Our Stray review begins with an acknowledgement of the hype that’s surrounded BlueTwelve Studio’s modest indie cat game since its announcement in 2020. The premise is simple, yet compelling: a wayward cat becomes trapped within the walls of an underground city inhabited by robots. In order to reunite with his colony, he must journey through the city, solving rudimentary platforming puzzles and unravelling the mystery at the heart of this narrative-driven experience as he goes. A tall order for a creature that sleeps twelve hours a day.
It’s immediately apparent that BlueTwelve Studio has gone to great lengths to make you feel like you’re playing as a cat. In true feline fashion, you can leap onto surfaces and send objects flying, tear up all manner of upholstery, and knock over tins of paint with just a nudge of your paw. These feline idiosyncrasies are silly in a way that they should be, but they also function as mechanics in their own right. Meowing lures enemies away from key positions, and clawing at doors or hanging drapery grants you access to hidden areas. During Stray’s quieter moments, you can curl up on a pile of discarded cushions for a cat nap – and will even be rewarded for it, once enough time has elapsed.
Ok, so that last one isn’t technically a mechanic, but it is extremely cute.
BlueTwelve Studio may have primed its pint-sized protagonist with animations suited to all scenarios, but to interact fully with everything in the Walled City, you’ll often need to call on your robot companion. Housed within the stray’s backpack, B-12 can collect items, hack terminals, and translate robotic language into… cat language. That said, B-12 isn’t just a tool – they’re a character in their own right. They have their own mystery to untangle, and their autonomy is reflected in the game’s mechanics; if you’re separated from B-12, you’ll feel that loss keenly through Stray’s gameplay.
It might disappoint some to learn that Stray’s Walled City is not an entirely open world. Instead, Stray’s twelve chapters take place in a different part of the city, each with its own mood and class of robotic society. But with this approach comes focus and curation; it’s clear that everything within has been placed with the intent to make the journey across the Walled City as immersive as possible, with the full spirit of feline exploration and experimentation in mind.
This curation is particularly evident in Stray’s environmental signposting, which is exceptional. Lanterns and emergency lights will cast a neon glow to let you know where to go next, and arrows emblazoned across billboards will often point to one of the many collectibles scattered throughout the world. Thankfully, signs are a natural part of any cityscape, and the Walled City is so visually busy that these directions rarely feel heavy-handed. Instead, you are gently guided toward points of interest on a subliminal level.
While they may look like mere rustbuckets at first blush, the inhabitants of the Walled City are both whimsical and strikingly human. They wear flower power fisherman hats and swaddle themselves in blankets. Many of the game’s side quests explore the familial ties that bind them: a robot known only as Grandma knits woollen items in her spare time; another mourns the loss of his father by propping himself up at a bar. Within the boundaries of the Walled City, robots emulate human emotions and societal structures, establishing the theme at the heart of Stray’s narrative.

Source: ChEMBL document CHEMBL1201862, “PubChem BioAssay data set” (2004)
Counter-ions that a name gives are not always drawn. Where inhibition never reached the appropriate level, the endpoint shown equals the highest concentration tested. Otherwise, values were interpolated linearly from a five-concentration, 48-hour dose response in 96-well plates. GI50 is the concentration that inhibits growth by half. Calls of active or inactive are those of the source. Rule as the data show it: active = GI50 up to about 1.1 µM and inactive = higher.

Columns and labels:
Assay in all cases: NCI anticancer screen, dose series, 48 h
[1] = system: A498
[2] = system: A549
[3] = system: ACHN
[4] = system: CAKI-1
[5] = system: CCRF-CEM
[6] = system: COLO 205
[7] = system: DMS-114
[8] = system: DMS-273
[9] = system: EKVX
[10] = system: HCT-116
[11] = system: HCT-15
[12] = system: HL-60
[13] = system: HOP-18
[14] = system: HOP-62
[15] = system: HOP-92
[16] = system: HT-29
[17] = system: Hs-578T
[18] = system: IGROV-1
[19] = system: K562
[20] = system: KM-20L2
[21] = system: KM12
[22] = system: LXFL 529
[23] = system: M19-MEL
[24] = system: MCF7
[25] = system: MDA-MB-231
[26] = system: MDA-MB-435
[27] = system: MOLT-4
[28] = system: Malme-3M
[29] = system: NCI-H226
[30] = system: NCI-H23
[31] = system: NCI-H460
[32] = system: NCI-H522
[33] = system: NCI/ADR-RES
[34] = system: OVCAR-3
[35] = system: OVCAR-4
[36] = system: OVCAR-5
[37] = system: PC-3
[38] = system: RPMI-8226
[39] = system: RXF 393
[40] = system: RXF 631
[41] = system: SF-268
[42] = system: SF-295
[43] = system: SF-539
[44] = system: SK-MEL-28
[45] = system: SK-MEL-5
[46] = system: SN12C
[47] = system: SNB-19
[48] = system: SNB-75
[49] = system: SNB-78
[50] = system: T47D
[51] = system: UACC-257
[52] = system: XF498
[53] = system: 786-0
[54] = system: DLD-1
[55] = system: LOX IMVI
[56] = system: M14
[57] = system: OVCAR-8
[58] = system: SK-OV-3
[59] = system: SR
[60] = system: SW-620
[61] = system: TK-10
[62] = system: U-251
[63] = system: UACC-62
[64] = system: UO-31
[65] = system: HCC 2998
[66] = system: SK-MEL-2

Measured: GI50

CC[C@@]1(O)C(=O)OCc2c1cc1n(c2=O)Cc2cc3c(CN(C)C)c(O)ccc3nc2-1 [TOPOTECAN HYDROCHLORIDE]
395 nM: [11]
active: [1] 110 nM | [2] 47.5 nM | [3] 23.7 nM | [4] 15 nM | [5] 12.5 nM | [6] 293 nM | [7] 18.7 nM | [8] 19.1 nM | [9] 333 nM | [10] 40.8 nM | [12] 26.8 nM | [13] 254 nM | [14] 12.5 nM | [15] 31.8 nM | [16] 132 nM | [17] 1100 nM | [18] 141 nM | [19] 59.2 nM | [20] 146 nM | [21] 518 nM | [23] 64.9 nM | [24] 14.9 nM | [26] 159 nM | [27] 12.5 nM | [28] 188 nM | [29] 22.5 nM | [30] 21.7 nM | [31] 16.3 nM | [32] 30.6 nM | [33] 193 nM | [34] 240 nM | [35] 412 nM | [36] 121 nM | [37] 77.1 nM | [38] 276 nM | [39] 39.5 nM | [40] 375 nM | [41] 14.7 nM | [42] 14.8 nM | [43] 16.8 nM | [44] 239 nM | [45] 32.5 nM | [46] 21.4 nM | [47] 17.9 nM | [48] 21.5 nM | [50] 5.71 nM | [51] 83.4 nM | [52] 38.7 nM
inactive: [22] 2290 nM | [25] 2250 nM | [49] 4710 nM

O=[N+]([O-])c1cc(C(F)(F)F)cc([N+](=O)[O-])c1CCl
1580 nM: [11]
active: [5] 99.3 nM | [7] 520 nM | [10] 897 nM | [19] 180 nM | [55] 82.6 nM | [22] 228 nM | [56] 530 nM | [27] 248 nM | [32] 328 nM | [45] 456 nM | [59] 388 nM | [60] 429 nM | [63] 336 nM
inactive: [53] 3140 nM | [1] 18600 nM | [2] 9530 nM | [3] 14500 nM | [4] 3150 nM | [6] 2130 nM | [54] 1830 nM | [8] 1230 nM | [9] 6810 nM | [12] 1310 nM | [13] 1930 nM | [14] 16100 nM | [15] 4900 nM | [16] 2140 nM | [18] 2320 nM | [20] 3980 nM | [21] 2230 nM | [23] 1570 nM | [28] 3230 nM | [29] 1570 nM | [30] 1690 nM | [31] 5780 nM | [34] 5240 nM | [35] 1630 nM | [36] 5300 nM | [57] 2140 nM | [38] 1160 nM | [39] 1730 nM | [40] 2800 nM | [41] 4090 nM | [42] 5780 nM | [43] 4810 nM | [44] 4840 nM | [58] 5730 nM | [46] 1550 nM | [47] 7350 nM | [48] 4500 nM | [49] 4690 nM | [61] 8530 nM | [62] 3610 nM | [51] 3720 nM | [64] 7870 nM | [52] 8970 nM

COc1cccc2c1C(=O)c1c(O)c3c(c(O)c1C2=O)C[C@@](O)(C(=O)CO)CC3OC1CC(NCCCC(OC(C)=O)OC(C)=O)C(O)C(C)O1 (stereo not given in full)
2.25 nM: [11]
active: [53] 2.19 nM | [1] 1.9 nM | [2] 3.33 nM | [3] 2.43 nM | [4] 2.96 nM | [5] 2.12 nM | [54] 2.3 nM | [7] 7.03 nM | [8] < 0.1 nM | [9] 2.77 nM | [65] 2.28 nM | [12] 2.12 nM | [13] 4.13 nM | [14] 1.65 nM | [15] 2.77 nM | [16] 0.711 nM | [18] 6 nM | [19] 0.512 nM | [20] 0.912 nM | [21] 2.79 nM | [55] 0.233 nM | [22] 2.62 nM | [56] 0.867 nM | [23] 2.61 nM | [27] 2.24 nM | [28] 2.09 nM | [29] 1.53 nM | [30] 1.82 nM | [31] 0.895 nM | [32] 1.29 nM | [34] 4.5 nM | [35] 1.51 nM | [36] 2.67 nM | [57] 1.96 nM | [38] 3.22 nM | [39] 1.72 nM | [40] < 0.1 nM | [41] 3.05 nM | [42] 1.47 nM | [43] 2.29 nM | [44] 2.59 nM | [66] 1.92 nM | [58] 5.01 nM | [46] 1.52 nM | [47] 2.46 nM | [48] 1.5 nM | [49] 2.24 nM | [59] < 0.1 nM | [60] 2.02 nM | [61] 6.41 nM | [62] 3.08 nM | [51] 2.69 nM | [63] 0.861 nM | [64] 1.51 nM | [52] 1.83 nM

Lurking behind the simple joy of playing as a small orange menace is an authentic cyberpunk narrative reflecting the very best and worst of humanity, including our inability to fix our own mistakes. The Walled City is drenched in neon, and also a huge amount of detritus. The corporate waste management company, Neco Corp, has its logo emblazoned across the city. Their slogan – “Don’t worry about trash, Neco Corp takes care of everything!” – rings hollow in a world that’s overflowing with discarded beer bottles, tin cans, and bags upon bags of waste. Stray’s progression involves a shocking descent into dystopian horror as the dark mystery at the heart of the Walled City unfolds.
Special mention must also be made of Stray’s dynamic soundtrack. It’s as much a part of the game’s atmosphere as its visuals, characterised by ethereal synth that is by turns gently optimistic and abruptly unsettling. Picking up a new item or clue to uncovering the mystery of the Walled City will often trigger a seamless shift to another track that deftly captures the parallel shift in the narrative, whether that be towards intrigue, mischief, or menace.
Stray is yet another golden feather in Annapurna Interactive’s cap, and encapsulates what we’ve come to expect from the games they publish: a highly polished narrative-driven experience, with an emotional and thought-provoking core. Its choice of protagonist feels earnest rather than gimmicky, and its world is a compelling character in itself. Perhaps more importantly, Stray is a salient first outing for BlueTwelve Studio that raises the question: what’s next?
Stray merges feline mayhem with a classic cyberpunk setting, inviting you to explore its neon dystopia while never taking itself too seriously.